I took a spin through some of the pages in the margin of the website — our suppliers, who I am — wow, things have changed since this rodeo started.
Even in just the last month.
Our supply chain has been completely upended in the last year after our primary supplier, the largest foodservice company in the world, let its service lapse, giving us a salesman who doesn’t visit and doesn’t even pick up the phone sometimes.
We now use both the second- and third-largest foodservice companies in the country, US Foods in Clifton Park and Performance Food Service in Springfield, Mass., which generously extended the boundary of its service area. I have appreciated their staff’s attention to customer service, their commitment to making the products affordable and the professionalism of their drivers. Visits with them every week are a highlight of those days.
We also purchase produce from Antonucci’s Produce in Gloversville, milk from Byrne Dairy in Syracuse — both new relationships forged this summer. Restaurant Depot in Colonie, which opened 18 months ago, has been a good resource for some sale items.
Our Snack Shop vendors also had some upheaval, with new drinks like Arizona teas, A&W root beer and Saratoga water coming from Mechanicville-based Decrescente Distributing, and with candy coming all the way from Maine and a company called Pine State Trading, which also services convenience stores like Fastrac. (Our ice cream is, as always, Hershey’s, and we still use some Coca-Cola products.)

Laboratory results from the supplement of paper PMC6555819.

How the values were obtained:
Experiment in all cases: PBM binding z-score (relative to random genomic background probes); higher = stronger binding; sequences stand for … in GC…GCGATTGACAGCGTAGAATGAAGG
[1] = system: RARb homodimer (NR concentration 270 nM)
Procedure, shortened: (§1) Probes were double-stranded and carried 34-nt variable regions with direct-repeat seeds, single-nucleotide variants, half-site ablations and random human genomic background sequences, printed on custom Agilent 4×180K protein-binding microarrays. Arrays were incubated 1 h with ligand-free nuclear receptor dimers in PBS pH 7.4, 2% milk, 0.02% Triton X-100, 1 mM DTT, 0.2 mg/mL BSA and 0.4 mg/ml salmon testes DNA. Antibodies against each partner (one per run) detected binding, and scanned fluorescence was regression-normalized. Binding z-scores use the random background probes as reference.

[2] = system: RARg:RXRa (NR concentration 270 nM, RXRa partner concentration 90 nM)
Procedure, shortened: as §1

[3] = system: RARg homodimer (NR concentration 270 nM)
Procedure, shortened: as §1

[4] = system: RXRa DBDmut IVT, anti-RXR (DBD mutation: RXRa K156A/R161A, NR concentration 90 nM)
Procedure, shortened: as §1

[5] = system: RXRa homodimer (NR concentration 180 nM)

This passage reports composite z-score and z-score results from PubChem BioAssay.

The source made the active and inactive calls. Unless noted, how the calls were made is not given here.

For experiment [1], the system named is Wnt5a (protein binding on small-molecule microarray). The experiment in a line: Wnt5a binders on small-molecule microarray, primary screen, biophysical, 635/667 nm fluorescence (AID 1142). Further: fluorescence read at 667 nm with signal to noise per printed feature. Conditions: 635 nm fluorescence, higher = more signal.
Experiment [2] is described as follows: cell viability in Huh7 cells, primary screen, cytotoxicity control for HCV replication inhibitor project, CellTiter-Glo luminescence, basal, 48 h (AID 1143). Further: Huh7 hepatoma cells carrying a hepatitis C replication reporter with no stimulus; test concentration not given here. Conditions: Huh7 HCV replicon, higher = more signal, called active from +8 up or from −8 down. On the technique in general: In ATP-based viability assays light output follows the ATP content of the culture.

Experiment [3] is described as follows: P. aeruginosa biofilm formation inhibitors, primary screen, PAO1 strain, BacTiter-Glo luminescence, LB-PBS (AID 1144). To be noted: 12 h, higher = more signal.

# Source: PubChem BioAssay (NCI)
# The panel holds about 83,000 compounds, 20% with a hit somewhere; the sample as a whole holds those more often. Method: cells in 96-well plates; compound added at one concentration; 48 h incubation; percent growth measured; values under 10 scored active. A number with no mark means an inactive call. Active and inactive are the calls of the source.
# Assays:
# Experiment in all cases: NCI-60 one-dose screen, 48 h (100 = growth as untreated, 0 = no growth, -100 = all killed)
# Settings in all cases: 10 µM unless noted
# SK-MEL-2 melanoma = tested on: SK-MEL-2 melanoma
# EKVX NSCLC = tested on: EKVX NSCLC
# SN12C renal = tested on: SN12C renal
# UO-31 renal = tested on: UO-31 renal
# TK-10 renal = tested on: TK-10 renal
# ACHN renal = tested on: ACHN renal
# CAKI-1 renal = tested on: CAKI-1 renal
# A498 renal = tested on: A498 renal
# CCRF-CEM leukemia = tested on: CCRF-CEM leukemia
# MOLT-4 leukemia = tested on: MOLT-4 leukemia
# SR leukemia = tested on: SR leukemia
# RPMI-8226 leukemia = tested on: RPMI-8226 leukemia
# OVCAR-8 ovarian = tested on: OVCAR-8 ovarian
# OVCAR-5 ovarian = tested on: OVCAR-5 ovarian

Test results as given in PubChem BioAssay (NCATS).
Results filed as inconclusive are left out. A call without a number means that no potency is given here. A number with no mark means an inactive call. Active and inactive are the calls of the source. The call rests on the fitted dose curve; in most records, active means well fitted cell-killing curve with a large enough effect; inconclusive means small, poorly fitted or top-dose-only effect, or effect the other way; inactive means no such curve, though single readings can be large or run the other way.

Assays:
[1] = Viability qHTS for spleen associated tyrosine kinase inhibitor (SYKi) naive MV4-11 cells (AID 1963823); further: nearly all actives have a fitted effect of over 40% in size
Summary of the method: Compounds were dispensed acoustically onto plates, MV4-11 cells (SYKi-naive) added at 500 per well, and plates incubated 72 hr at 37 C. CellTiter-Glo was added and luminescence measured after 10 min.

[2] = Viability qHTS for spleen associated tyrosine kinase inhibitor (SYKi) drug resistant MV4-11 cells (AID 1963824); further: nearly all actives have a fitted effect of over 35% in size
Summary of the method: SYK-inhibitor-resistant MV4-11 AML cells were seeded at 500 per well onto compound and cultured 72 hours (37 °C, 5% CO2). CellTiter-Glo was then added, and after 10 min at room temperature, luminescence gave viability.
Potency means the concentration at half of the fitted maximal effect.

Even the personal items have changed. The “tween” daughter is now a very teenage 14. The pet dog, Dito, was put down this year.
I sometimes get jealous of longtime foodservice directors whose camps’ relationships with purveyors predate them. How many camps in Pennsylvania have been with Reinhart for decades? A big Christian resort near us with a $1 million foodservice budget has been with Sysco for more than 20 years.
But that will never be our story. Folders of invoices from the 1990s through early 2000s show orders from Maines in Binghamton, the former Quandt’s in Amsterdam, the also-departed Cousins Seafood somewhere near Albany and a bunch of dairy and produce companies. Since I’ve been here, I’ve abandoned Sysco and Ginsbergs, each without much regret.
Change has always been in the name of the game here. It likely will continue as we lose US Foods sometime in the next few years to their new ownership by Sysco. Will we go back to Sysco? Will we go back to someone else? Will the new company that purchased Quandt’s get our business?
My aim will still be to support the businesses who best support us through their pricing, quality and service. When we begin to purchase from companies out of habit, obligation or just because it’s easier, it’s time for someone else to be doing the buying.